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Many people have wondered, “Who was St. Patrick?” He was born in Roman Britain and his father was a deacon. When St. Patrick was about 16, he was captured and brought as a slave to Ireland. He eventually went back to Britain but returned to Ireland as a missionary because of a vision. Over time, St. Patrick’s life has become made up of myths and legends. He’s been linked to many areas and left his mark on Ireland and Northern Ireland and now you get to follow his footsteps. Read on discover the sites you can see while taking an escorted tour of St. Patrick’s trail in Ireland and Northern Ireland.
These Are the Sites You’ll See on St Patrick’s Trail
Armagh has been the spiritual Capital of Ireland for 1500 years and is the seat of the Church of Ireland and Catholic archbishops. Keep in mind that during Pagan times, Armagh was the center for the High Kinds of Ulster who built the Royal mound at Navan. St. Patrick established his chief church on Hill of Armagh where the Church of Ireland Cathedral now stands. Look to the opposite hill, and you’ll see two large marble archbishops that stand by the side of the Catholic Cathedral.
Downpatrick Cathedral, located in County Down, sits on the site of a Benedictine Monastery built in 1183. It features box pews, marvelous stain glass windows, and a lovely organ. The burial site of Saint Patrick lies next to Downpatrick Cathedral, making it one of the most important stop along on St. Patrick’s Trail. Through an exhibition at the St. Patrick Centre, you can explore and learn about Saint Patrick’s work, life and times in his own words. You’ll also see wonderful artwork and metalwork from early Christian times.
Traveling along St. Patrick’s Trail wouldn’t be complete without visiting Slemish Mountain in County Antrim. It’s approximately 1,500 ft. above sea level and the first known Irish home of St. Patrick. Legend has it that following his capture and being brought as a slave to Ireland, he worked at Slemish Mountain as a shepherd for a man named Milchu (or Miluic), from ages 16 through 22. During this time, Patrick found comfort in frequent prayer and communing with nature, no matter the weather. While in prayer, St. Patrick had a vision that motivated him to escape and return home to Britain.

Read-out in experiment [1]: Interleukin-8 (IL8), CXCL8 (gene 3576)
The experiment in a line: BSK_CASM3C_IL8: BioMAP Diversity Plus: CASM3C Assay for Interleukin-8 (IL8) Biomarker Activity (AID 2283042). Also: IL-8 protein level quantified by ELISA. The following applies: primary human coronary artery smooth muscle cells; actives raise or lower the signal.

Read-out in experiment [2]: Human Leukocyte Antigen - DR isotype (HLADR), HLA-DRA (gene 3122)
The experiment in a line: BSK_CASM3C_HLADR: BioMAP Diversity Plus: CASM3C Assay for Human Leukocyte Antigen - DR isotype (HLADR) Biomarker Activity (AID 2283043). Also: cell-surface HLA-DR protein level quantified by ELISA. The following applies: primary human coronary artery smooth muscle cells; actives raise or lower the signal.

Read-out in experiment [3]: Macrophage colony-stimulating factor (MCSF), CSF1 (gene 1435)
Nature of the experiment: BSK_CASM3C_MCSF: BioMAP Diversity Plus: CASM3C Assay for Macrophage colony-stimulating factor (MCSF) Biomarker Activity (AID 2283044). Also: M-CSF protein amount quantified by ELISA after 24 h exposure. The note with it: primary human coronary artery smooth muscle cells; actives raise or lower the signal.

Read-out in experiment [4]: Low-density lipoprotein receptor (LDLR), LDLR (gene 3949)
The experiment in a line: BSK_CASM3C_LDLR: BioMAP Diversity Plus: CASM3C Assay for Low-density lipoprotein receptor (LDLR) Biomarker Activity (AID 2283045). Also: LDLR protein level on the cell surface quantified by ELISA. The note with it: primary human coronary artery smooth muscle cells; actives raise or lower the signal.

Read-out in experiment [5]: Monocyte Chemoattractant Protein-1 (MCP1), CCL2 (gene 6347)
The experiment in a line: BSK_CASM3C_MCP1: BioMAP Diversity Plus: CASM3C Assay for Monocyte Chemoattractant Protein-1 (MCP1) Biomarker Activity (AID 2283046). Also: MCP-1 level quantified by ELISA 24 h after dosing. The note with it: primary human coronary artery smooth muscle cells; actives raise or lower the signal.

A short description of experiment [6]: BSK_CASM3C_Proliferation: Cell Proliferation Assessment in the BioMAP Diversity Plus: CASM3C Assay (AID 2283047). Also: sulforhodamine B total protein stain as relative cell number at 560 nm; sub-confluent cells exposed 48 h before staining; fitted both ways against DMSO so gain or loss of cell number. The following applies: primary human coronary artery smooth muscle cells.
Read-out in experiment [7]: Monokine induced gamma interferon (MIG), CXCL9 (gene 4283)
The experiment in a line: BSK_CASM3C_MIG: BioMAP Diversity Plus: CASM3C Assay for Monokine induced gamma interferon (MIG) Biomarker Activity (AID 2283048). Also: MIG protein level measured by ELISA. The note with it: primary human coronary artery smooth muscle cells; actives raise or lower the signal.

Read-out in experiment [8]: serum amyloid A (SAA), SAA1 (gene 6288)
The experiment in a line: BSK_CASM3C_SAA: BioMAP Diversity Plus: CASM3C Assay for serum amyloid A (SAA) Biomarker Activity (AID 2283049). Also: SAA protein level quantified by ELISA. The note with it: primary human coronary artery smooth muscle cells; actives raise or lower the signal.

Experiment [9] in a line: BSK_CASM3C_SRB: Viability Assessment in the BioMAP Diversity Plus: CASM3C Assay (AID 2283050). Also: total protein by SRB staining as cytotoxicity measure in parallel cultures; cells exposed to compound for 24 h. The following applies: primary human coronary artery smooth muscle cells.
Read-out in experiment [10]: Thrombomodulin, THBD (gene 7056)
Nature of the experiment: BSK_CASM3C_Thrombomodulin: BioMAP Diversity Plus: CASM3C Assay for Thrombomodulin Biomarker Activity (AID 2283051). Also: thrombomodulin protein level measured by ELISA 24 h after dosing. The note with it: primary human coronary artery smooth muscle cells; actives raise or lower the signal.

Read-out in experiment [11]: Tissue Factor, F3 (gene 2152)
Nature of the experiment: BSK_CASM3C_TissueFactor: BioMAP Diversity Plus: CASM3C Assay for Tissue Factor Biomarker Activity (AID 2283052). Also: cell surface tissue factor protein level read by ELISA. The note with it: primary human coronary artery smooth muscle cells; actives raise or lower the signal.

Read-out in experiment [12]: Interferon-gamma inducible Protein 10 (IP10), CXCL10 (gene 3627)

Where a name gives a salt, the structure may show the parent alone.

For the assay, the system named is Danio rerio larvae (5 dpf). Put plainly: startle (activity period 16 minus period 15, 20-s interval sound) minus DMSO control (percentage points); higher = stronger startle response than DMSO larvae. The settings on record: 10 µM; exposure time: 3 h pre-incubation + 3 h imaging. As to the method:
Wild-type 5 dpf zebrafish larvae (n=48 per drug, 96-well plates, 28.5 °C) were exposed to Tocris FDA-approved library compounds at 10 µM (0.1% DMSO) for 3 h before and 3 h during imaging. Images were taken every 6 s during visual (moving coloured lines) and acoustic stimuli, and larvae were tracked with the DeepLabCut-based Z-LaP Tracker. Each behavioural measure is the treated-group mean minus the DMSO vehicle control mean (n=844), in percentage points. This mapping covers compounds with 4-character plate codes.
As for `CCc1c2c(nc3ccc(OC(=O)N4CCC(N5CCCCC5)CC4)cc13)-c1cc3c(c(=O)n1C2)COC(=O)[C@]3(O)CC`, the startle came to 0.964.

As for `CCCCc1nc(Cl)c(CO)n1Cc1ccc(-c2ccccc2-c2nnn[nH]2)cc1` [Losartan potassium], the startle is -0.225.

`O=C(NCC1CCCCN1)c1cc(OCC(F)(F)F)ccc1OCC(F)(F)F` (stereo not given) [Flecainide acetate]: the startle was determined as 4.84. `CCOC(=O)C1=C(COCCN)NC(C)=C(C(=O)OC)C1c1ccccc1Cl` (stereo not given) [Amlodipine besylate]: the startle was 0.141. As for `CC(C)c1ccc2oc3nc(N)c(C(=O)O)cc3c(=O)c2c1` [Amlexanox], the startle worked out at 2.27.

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Tobernault Mass Rock and Knock Shrine
As you travel through the countryside of Donegal and into County Sligo, you’ll want to stop at Tobernault Mass Rock (Holy Well), a must-see attraction. It was an important place of worship during the 18th century Penal times as Catholics were forbidden to practice their faith. Tobernault was dedicated to Saint Patrick because it’s believed he visited the site and put his hand on the rock as he knelt. As an aside, drive to the village of Knock where locals saw an apparition of the Virgin Mary in 1879. This too has become a popular pilgrimage destination as it fits perfectly with St. Patrick’s Trail.
Croagh Patrick Mountain
Croagh Patrick Mountain overlooks scenic Clew Bay in County Mayo and is considered the holiest mountain in Ireland. Pilgrimages to the mountain dates back over 5,000 years from the Stone Age to present time. At the Croagh Patrick Visitor Centre, you’ll learn more about the mountain. Modern day pilgrims climb to the summit in honor of Saint Patrick who fasted for forty days in 441 AD. Many continue this custom today. Another highlight is to see skilled dogs obey their master’s commands to heard mountain sheep.
Are You Ready to Follow in the Footsteps of St. Patrick?
If you’re interested in saints, scholars, and Irish Christian heritage, you’ll want to take an escorted tour to Ireland and Northern Ireland from CIE Tours. Picture walking in the footsteps of St. Patrick and possibly feeling his presence. When you visit Downpatrick Cathedral, which is beside St. Patrick’s Grave, peace and tranquility may wash over you. You close your eyes and take a deep breath and give thanks that you chose to take an Irish vacation that has a sense of mystery and pilgrimage rolled into one. Contact your travel agent and start planning your Irish vacation today. You don’t want to miss the chance to travel through the “The Land of Saints and Scholars” and explore the roots of Irish Christianity.